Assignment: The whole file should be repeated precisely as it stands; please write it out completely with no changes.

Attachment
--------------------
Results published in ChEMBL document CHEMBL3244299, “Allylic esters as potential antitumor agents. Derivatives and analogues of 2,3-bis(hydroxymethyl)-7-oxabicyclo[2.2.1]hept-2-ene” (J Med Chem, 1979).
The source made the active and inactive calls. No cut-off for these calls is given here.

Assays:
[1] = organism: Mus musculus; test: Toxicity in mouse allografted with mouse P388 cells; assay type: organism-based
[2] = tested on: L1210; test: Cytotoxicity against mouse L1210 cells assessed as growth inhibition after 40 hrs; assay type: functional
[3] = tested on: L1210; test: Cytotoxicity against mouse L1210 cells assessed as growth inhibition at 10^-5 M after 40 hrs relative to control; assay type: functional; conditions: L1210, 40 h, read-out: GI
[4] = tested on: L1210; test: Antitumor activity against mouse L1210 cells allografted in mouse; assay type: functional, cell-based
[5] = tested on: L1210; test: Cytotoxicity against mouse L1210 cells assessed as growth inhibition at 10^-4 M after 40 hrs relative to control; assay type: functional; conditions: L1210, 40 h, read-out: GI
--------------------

Results published in ChEMBL document CHEMBL3244299, “Allylic esters as potential antitumor agents. Derivatives and analogues of 2,3-bis(hydroxymethyl)-7-oxabicyclo[2.2.1]hept-2-ene” (J Med Chem, 1979).
The source made the active and inactive calls. No cut-off for these calls is given here.

Assays:
[1] = organism: Mus musculus; test: Toxicity in mouse allografted with mouse P388 cells; assay type: organism-based
[2] = tested on: L1210; test: Cytotoxicity against mouse L1210 cells assessed as growth inhibition after 40 hrs; assay type: functional
[3] = tested on: L1210; test: Cytotoxicity against mouse L1210 cells assessed as growth inhibition at 10^-5 M after 40 hrs relative to control; assay type: functional; conditions: L1210, 40 h, read-out: GI
[4] = tested on: L1210; test: Antitumor activity against mouse L1210 cells allografted in mouse; assay type: functional, cell-based
[5] = tested on: L1210; test: Cytotoxicity against mouse L1210 cells assessed as growth inhibition at 10^-4 M after 40 hrs relative to control; assay type: functional; conditions: L1210, 40 h, read-out: GI